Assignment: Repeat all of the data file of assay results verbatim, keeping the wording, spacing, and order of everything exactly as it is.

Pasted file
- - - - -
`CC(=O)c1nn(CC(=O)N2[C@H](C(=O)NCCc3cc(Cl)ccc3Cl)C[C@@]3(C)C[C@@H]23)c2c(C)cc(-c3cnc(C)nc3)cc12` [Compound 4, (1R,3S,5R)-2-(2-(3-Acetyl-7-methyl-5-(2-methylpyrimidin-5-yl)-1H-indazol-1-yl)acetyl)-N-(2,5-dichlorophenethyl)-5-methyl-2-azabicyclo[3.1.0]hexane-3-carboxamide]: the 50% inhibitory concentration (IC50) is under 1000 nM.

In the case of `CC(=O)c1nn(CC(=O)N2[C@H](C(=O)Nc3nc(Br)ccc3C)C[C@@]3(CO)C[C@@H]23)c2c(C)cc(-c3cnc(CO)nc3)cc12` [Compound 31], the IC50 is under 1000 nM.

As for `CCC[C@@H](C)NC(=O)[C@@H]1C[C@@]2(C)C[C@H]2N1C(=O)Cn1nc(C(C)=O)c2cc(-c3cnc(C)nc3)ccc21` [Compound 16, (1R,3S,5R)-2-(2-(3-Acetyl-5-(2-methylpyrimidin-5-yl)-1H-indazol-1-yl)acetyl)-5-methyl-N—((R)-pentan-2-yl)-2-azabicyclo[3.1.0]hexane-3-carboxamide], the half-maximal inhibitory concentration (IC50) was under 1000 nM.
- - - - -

`CC(=O)c1nn(CC(=O)N2[C@H](C(=O)NCCc3cc(Cl)ccc3Cl)C[C@@]3(C)C[C@@H]23)c2c(C)cc(-c3cnc(C)nc3)cc12` [Compound 4, (1R,3S,5R)-2-(2-(3-Acetyl-7-methyl-5-(2-methylpyrimidin-5-yl)-1H-indazol-1-yl)acetyl)-N-(2,5-dichlorophenethyl)-5-methyl-2-azabicyclo[3.1.0]hexane-3-carboxamide]: the 50% inhibitory concentration (IC50) is under 1000 nM.

In the case of `CC(=O)c1nn(CC(=O)N2[C@H](C(=O)Nc3nc(Br)ccc3C)C[C@@]3(CO)C[C@@H]23)c2c(C)cc(-c3cnc(CO)nc3)cc12` [Compound 31], the IC50 is under 1000 nM.

As for `CCC[C@@H](C)NC(=O)[C@@H]1C[C@@]2(C)C[C@H]2N1C(=O)Cn1nc(C(C)=O)c2cc(-c3cnc(C)nc3)ccc21` [Compound 16, (1R,3S,5R)-2-(2-(3-Acetyl-5-(2-methylpyrimidin-5-yl)-1H-indazol-1-yl)acetyl)-5-methyl-N—((R)-pentan-2-yl)-2-azabicyclo[3.1.0]hexane-3-carboxamide], the half-maximal inhibitory concentration (IC50) was under 1000 nM.